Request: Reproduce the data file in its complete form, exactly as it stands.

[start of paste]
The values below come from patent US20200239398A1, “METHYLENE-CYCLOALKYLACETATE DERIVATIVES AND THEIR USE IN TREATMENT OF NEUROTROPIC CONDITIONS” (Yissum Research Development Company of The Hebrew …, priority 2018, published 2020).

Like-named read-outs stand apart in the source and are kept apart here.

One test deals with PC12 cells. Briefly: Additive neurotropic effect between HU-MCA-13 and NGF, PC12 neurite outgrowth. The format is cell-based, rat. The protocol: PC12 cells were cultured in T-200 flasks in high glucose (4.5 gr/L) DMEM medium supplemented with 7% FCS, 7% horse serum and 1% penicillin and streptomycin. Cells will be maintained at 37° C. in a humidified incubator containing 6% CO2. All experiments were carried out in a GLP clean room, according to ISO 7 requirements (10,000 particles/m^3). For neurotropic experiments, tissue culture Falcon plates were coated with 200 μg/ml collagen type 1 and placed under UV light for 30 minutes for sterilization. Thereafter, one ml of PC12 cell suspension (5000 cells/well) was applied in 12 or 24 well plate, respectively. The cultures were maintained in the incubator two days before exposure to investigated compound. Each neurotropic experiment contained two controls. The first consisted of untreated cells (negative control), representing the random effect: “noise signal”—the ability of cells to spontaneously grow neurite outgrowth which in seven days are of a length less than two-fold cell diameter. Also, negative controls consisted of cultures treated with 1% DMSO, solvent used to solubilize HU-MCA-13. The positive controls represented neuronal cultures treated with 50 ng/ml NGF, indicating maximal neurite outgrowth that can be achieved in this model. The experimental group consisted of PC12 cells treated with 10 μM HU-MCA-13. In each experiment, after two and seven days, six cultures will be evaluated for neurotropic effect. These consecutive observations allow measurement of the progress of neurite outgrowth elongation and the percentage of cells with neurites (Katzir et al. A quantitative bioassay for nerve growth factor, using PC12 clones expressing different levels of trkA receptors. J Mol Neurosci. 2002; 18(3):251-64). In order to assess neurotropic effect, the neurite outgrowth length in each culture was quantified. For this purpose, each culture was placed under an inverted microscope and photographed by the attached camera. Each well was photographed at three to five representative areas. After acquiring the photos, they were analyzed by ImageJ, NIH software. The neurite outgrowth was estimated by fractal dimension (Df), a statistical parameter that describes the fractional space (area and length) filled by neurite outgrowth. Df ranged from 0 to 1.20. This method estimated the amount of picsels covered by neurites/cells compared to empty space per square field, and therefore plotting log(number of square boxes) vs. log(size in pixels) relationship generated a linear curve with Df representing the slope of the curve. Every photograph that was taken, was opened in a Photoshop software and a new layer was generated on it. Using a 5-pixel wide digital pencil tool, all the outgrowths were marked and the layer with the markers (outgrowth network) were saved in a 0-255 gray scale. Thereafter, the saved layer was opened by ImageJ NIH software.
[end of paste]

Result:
The values below come from patent US20200239398A1, “METHYLENE-CYCLOALKYLACETATE DERIVATIVES AND THEIR USE IN TREATMENT OF NEUROTROPIC CONDITIONS” (Yissum Research Development Company of The Hebrew …, priority 2018, published 2020).

Like-named read-outs stand apart in the source and are kept apart here.

One test deals with PC12 cells. Briefly: Additive neurotropic effect between HU-MCA-13 and NGF, PC12 neurite outgrowth. The format is cell-based, rat. The protocol: PC12 cells were cultured in T-200 flasks in high glucose (4.5 gr/L) DMEM medium supplemented with 7% FCS, 7% horse serum and 1% penicillin and streptomycin. Cells will be maintained at 37° C. in a humidified incubator containing 6% CO2. All experiments were carried out in a GLP clean room, according to ISO 7 requirements (10,000 particles/m^3). For neurotropic experiments, tissue culture Falcon plates were coated with 200 μg/ml collagen type 1 and placed under UV light for 30 minutes for sterilization. Thereafter, one ml of PC12 cell suspension (5000 cells/well) was applied in 12 or 24 well plate, respectively. The cultures were maintained in the incubator two days before exposure to investigated compound. Each neurotropic experiment contained two controls. The first consisted of untreated cells (negative control), representing the random effect: “noise signal”—the ability of cells to spontaneously grow neurite outgrowth which in seven days are of a length less than two-fold cell diameter. Also, negative controls consisted of cultures treated with 1% DMSO, solvent used to solubilize HU-MCA-13. The positive controls represented neuronal cultures treated with 50 ng/ml NGF, indicating maximal neurite outgrowth that can be achieved in this model. The experimental group consisted of PC12 cells treated with 10 μM HU-MCA-13. In each experiment, after two and seven days, six cultures will be evaluated for neurotropic effect. These consecutive observations allow measurement of the progress of neurite outgrowth elongation and the percentage of cells with neurites (Katzir et al. A quantitative bioassay for nerve growth factor, using PC12 clones expressing different levels of trkA receptors. J Mol Neurosci. 2002; 18(3):251-64). In order to assess neurotropic effect, the neurite outgrowth length in each culture was quantified. For this purpose, each culture was placed under an inverted microscope and photographed by the attached camera. Each well was photographed at three to five representative areas. After acquiring the photos, they were analyzed by ImageJ, NIH software. The neurite outgrowth was estimated by fractal dimension (Df), a statistical parameter that describes the fractional space (area and length) filled by neurite outgrowth. Df ranged from 0 to 1.20. This method estimated the amount of picsels covered by neurites/cells compared to empty space per square field, and therefore plotting log(number of square boxes) vs. log(size in pixels) relationship generated a linear curve with Df representing the slope of the curve. Every photograph that was taken, was opened in a Photoshop software and a new layer was generated on it. Using a 5-pixel wide digital pencil tool, all the outgrowths were marked and the layer with the markers (outgrowth network) were saved in a 0-255 gray scale. Thereafter, the saved layer was opened by ImageJ NIH software.